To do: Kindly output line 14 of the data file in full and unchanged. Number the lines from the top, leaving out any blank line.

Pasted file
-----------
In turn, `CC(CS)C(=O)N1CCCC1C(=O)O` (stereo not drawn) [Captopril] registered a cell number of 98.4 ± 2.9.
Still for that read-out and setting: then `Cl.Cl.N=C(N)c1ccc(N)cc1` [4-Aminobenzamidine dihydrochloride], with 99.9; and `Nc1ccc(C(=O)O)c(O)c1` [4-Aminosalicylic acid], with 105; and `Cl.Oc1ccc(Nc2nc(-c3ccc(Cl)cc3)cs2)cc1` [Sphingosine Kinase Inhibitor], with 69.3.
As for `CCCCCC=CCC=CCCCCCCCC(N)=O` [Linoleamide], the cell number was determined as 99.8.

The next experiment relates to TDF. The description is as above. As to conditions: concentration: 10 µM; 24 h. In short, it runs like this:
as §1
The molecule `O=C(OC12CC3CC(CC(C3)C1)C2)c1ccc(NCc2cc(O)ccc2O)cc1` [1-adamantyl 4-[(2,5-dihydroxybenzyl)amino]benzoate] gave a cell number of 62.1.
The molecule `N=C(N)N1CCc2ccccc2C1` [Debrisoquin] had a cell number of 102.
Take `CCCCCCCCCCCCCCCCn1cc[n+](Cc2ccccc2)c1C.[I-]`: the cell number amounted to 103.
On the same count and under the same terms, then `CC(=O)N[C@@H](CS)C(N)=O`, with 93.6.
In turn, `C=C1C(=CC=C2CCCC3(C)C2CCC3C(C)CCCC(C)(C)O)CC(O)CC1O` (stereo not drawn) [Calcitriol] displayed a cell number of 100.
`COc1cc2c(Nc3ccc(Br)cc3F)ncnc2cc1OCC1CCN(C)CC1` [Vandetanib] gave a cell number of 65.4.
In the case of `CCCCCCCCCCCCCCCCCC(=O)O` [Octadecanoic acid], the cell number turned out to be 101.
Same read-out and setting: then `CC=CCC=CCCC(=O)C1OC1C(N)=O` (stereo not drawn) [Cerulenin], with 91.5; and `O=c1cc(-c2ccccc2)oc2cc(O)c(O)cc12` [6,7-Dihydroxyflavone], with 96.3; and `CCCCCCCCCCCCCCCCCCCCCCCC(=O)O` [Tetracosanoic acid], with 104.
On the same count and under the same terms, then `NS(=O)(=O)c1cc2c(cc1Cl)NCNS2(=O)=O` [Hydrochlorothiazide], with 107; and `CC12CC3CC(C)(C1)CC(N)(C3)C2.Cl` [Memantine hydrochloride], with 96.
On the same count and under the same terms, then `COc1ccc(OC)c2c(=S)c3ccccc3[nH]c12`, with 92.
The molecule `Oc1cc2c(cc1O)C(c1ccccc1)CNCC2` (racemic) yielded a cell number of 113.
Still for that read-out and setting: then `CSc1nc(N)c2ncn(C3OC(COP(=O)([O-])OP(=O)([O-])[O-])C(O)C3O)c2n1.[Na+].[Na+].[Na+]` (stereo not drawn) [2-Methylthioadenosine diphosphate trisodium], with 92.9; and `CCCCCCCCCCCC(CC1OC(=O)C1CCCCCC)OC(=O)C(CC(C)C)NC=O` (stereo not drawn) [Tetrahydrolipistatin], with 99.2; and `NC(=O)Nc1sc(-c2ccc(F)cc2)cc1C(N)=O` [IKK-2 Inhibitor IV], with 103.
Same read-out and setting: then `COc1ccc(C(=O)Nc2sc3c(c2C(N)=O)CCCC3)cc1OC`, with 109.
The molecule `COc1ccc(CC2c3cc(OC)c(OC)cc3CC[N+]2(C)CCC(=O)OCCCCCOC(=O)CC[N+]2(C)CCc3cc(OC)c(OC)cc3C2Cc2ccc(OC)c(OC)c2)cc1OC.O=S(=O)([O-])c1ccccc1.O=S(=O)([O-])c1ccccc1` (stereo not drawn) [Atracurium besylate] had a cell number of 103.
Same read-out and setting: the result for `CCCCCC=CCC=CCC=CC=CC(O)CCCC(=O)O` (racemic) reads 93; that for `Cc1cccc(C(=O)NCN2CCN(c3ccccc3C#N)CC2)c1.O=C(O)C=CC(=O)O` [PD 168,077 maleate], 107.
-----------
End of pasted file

On the same count and under the same terms, then `NS(=O)(=O)c1cc2c(cc1Cl)NCNS2(=O)=O` [Hydrochlorothiazide], with 107; and `CC12CC3CC(C)(C1)CC(N)(C3)C2.Cl` [Memantine hydrochloride], with 96.